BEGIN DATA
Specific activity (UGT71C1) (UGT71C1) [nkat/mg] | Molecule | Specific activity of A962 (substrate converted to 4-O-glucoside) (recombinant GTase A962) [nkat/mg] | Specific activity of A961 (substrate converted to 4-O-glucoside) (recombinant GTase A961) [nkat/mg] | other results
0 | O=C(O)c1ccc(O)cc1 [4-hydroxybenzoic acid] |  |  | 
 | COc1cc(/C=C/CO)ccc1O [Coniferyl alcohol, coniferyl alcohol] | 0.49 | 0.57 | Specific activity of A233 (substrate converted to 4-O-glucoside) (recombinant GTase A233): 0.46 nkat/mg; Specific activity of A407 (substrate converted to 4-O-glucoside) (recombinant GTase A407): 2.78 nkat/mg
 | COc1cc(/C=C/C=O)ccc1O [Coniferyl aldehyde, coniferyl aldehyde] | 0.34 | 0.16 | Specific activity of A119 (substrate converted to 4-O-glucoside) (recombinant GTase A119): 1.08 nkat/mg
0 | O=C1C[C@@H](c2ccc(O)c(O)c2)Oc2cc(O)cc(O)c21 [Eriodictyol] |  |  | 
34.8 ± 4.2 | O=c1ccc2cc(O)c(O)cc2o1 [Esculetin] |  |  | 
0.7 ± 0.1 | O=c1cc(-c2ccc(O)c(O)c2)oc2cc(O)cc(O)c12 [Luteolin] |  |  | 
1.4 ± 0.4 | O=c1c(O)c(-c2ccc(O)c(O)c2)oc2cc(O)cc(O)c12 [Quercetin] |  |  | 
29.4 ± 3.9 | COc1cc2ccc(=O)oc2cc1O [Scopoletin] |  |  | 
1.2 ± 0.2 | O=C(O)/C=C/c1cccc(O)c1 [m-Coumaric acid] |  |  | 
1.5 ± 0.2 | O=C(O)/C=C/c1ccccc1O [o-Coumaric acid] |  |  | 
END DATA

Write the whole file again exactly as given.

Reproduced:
Specific activity (UGT71C1) (UGT71C1) [nkat/mg] | Molecule | Specific activity of A962 (substrate converted to 4-O-glucoside) (recombinant GTase A962) [nkat/mg] | Specific activity of A961 (substrate converted to 4-O-glucoside) (recombinant GTase A961) [nkat/mg] | other results
0 | O=C(O)c1ccc(O)cc1 [4-hydroxybenzoic acid] |  |  | 
 | COc1cc(/C=C/CO)ccc1O [Coniferyl alcohol, coniferyl alcohol] | 0.49 | 0.57 | Specific activity of A233 (substrate converted to 4-O-glucoside) (recombinant GTase A233): 0.46 nkat/mg; Specific activity of A407 (substrate converted to 4-O-glucoside) (recombinant GTase A407): 2.78 nkat/mg
 | COc1cc(/C=C/C=O)ccc1O [Coniferyl aldehyde, coniferyl aldehyde] | 0.34 | 0.16 | Specific activity of A119 (substrate converted to 4-O-glucoside) (recombinant GTase A119): 1.08 nkat/mg
0 | O=C1C[C@@H](c2ccc(O)c(O)c2)Oc2cc(O)cc(O)c21 [Eriodictyol] |  |  | 
34.8 ± 4.2 | O=c1ccc2cc(O)c(O)cc2o1 [Esculetin] |  |  | 
0.7 ± 0.1 | O=c1cc(-c2ccc(O)c(O)c2)oc2cc(O)cc(O)c12 [Luteolin] |  |  | 
1.4 ± 0.4 | O=c1c(O)c(-c2ccc(O)c(O)c2)oc2cc(O)cc(O)c12 [Quercetin] |  |  | 
29.4 ± 3.9 | COc1cc2ccc(=O)oc2cc1O [Scopoletin] |  |  | 
1.2 ± 0.2 | O=C(O)/C=C/c1cccc(O)c1 [m-Coumaric acid] |  |  | 
1.5 ± 0.2 | O=C(O)/C=C/c1ccccc1O [o-Coumaric acid] |  |  | 